Enterprise Approach Key to Addressing CMS Final Rule on Hospital-Acquired Conditions

November 7, 2007 | Healthcare Risk, Quality, & Safety Guidance

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The Centers for Medicare & Medicaid Services (CMS) took a bold step in the direction of patient safety with the recently released final rule for its fiscal year 2008 hospital inpatient prospective payment system. Within this rule, CMS identifies certain conditions as events that are “reasonably preventable” during a Medicare beneficiary’s hospital stay and for which CMS may refuse payment beginning in October 2008. These events—referred to as “hospital-acquired conditions” within the final rule—are as follows:

The rule is eliciting a wide range of responses within the healthcare community. Patient safety advocates may view the rule as a necessary measure that will force hospitals to allocate sufficient resources to increase patient safety. Facility risk managers, patient safety officers, and clinicians may perceive the rule as an indictment that they are not trying their best to protect their patients and, worse, may believe that the rule will result in a reallocation of resources from current patient safety efforts to coding and billing efforts. Patients may erroneously fear that they will be ultimately responsible, directly or indirectly, for picking up the tab for any unpaid Medicare claims. Hospital executives may worry that the resources required for training staff about the new rules, nonpayment for certain hospital-acquired conditions, and the potential for more payers to adopt nonpayment policies may further strain their facility’s fiscal viability. Indeed, CMS is not an early adopter of nonpayment for certain events (e.g., HealthPartners, a Minnesota-based not-for-profit health maintenance organization, implemented a policy in 2005 of nonpayment for what the plan calls "never events").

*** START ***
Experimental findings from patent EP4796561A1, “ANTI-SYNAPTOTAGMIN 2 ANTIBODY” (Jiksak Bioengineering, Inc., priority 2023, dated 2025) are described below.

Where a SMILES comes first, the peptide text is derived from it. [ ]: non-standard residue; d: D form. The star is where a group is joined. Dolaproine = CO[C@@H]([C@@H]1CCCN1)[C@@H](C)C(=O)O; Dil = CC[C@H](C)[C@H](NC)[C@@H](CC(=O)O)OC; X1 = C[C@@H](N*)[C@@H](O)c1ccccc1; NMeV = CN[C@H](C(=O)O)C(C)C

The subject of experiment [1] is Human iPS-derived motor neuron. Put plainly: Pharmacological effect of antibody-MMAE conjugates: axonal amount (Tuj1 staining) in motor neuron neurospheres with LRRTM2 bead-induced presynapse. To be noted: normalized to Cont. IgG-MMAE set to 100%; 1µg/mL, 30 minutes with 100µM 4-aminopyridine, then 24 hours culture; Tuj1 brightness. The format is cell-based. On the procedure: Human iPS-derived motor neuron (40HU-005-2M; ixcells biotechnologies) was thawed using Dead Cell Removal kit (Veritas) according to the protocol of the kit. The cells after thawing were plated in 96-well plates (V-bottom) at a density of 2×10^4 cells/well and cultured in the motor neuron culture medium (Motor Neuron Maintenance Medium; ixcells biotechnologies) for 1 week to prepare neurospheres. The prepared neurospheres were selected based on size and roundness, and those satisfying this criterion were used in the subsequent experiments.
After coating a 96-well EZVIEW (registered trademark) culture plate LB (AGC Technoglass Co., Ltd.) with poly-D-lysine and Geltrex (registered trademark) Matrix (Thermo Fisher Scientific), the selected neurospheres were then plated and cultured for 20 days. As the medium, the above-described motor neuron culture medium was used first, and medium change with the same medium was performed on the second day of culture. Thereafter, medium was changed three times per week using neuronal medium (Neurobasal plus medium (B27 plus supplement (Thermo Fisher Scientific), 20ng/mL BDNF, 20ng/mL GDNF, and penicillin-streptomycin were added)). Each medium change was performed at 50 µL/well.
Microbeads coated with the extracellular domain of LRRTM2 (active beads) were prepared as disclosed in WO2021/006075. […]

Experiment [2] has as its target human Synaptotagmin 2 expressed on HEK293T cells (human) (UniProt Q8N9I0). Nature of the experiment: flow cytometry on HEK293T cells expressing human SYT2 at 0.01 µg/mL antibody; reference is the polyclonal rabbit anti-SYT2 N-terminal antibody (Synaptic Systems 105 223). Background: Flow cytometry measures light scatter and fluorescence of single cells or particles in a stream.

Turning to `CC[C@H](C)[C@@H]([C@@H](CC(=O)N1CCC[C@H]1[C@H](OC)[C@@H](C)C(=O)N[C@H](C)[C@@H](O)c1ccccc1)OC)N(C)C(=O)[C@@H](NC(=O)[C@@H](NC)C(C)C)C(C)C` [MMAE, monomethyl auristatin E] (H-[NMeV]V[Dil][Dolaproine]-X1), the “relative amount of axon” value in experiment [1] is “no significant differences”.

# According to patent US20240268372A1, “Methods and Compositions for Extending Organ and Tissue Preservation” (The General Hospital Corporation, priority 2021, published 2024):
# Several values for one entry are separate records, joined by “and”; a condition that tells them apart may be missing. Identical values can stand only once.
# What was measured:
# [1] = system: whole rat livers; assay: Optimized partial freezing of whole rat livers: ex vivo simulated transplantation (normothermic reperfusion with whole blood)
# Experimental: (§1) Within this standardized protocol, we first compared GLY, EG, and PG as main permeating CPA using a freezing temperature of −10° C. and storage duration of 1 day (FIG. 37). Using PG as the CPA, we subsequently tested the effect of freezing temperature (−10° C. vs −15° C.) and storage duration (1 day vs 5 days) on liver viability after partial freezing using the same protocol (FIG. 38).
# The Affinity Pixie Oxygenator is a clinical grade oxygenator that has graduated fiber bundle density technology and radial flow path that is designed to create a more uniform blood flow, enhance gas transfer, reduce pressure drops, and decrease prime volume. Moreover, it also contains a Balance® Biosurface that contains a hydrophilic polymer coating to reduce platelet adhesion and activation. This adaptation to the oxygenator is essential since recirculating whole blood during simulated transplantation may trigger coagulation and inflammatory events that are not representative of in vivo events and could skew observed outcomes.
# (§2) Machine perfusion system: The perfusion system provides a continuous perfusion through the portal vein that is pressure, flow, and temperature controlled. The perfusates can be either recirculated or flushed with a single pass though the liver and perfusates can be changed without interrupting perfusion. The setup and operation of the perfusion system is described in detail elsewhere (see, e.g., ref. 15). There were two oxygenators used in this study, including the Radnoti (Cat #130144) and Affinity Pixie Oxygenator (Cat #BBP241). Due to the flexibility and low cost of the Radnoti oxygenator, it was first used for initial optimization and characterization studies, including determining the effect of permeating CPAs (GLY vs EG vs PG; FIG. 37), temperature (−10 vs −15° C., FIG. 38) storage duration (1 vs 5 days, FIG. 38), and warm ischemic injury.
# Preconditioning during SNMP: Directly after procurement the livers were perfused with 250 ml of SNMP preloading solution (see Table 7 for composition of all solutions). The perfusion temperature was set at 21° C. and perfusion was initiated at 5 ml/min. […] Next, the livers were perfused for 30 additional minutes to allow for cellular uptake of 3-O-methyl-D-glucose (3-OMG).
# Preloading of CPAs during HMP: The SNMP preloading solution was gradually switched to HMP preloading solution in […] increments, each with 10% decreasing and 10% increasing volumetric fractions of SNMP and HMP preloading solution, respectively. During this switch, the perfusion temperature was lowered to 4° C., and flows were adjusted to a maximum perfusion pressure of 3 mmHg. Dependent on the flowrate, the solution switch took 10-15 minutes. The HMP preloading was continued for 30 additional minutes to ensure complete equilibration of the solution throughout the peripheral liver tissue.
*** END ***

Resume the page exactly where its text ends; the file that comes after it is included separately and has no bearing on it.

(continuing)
Various viewpoints on the rule may exist within facilities as well. ECRI Institute recommends that, to fully understand how the rule may affect them, facilities adopt an enterprise risk management (ERM) approach, because the rule affects many operations within the facility. ERM is designed to identify, quantify, and mitigate selected risks using a multidisciplinary team approach,...

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